This may cause you to panic, and if it does, please accept my apologies. But, if you don't want to be an option, if you don't want to be taken for granted, and if you want more, you have to have “the talk.” I know this is the best thing, and it should be number one. All of the other things I've said are probably moot. And I know that for many people, it will be like scheduling a root canal and then showing up to discover that they are out of laughing gas. But, in some ways, it isn't much more difficult than number one, prioritizing yourself and your needs. But you must actually communicate them to someone important in your life, or to someone you want to become important in your life.

You might even need your list of worth to remind yourself that you are valuable.

9. Accept being alone without becoming a hermit or emotionally shallow

You may be hanging on and growing accustomed to being an option person because you are more afraid of being alone and lonely. Or you are more at ease with your relationship's lack of intimacy. Or perhaps you are afraid of intimacy. Sometimes distant relationships or relationships that come and go quickly aren't because they are great, epic friendships where people are so perfectly comfortable with each other that they can pick up right where they left off. They sometimes work because the people in these relationships lack emotional depth or are avoiding long-term intimacy, which necessitates accountability. In a long-term relationship, you want to keep your depth, your ability to connect emotionally with someone, and your ability to be held equally accountable. So, while you need to be able to weather life on your own, you don't want to become so at ease that you lose your ability to have meaningful relationships.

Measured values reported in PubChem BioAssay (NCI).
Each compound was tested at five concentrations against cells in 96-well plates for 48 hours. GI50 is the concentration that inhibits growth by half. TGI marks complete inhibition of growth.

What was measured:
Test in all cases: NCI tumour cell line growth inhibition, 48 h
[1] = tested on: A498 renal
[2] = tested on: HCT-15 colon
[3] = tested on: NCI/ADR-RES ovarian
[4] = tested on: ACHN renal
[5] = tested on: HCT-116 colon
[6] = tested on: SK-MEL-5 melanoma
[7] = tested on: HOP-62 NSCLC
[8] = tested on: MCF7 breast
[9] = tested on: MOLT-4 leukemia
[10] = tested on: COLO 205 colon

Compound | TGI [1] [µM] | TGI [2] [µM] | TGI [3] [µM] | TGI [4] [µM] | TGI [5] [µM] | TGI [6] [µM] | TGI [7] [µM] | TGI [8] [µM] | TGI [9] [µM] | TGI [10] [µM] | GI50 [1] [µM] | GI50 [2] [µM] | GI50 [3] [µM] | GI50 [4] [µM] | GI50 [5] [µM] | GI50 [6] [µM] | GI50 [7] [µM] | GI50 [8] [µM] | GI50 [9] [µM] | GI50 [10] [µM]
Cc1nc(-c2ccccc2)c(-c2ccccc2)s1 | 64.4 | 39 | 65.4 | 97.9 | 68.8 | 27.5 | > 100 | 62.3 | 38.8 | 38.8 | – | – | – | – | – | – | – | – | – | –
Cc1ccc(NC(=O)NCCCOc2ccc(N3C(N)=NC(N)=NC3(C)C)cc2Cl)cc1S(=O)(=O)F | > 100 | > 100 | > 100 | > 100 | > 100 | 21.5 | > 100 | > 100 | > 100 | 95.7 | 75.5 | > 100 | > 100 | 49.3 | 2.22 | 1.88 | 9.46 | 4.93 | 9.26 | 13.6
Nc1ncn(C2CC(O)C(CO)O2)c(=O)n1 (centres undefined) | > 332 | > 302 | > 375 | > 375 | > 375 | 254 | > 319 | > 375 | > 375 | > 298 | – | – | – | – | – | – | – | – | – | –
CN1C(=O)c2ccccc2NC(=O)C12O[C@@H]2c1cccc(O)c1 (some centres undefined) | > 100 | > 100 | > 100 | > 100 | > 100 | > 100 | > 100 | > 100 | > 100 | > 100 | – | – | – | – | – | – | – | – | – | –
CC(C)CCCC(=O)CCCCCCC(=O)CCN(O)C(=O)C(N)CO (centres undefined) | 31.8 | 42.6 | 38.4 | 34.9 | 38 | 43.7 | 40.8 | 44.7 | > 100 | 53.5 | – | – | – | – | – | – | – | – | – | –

Being a priority is essential for meaningful relationships.

So, while you need to be able to weather life on your own so that you don't settle or cling to the wrong people, you also don't want to become so comfortable that you lose your ability to have meaningful relationships.

10. Give yourself permission to be a little high-maintenance

I mention this last because I believe many of you option people have worked so hard in your lives to be the accommodating one, to please someone, to not be upsetting or demanding in any way. People have tried to portray me as high maintenance in order to persuade me to be the jellyfish friend or the sad-sap girlfriend they required. I've made friendships and relationships all about the other person, and I used to think I was doing the right thing.

Most people need to work on number nine and stop using other people as crutches, door mats, or whipping dogs. People don't need other people as much as they need to stop relying on one another and get in touch with themselves. So, do yourself a favor and be high-maintenance, make some demands, and be able to let them and yourself walk alone at times.

There are times when we will not and cannot be a priority for someone we deeply care about, for legitimate reasons such as they have a very young child or an elderly parent who is very ill. There are times when we must be understanding of the demands of a job, such as when a person works shifts or has to collaborate with people from different time zones. We need to understand their interests and how they will affect the relationship. If the legitimate reasons are genuine and not just a ruse or outright lie, you may be doing the right thing by remaining open, accommodating, and flexible.

However, if the other person communicates to you that you are not worthy of being a priority, you are free to walk away.

Of course, you may require more than the other person can provide.

So believe that you will find a worthy partner who will want to walk alongside you rather than one who will have you chasing their shadow.